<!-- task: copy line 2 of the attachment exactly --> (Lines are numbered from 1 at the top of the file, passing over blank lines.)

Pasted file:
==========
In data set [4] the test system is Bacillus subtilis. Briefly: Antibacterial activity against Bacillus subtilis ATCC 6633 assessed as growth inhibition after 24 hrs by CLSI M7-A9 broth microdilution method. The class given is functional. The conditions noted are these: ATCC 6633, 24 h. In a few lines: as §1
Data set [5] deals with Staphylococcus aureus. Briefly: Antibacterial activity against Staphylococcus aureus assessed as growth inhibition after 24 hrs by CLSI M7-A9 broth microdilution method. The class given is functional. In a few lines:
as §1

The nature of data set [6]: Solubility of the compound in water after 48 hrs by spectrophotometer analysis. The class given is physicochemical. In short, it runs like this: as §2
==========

Data set [5] deals with Staphylococcus aureus. Briefly: Antibacterial activity against Staphylococcus aureus assessed as growth inhibition after 24 hrs by CLSI M7-A9 broth microdilution method. The class given is functional. In a few lines: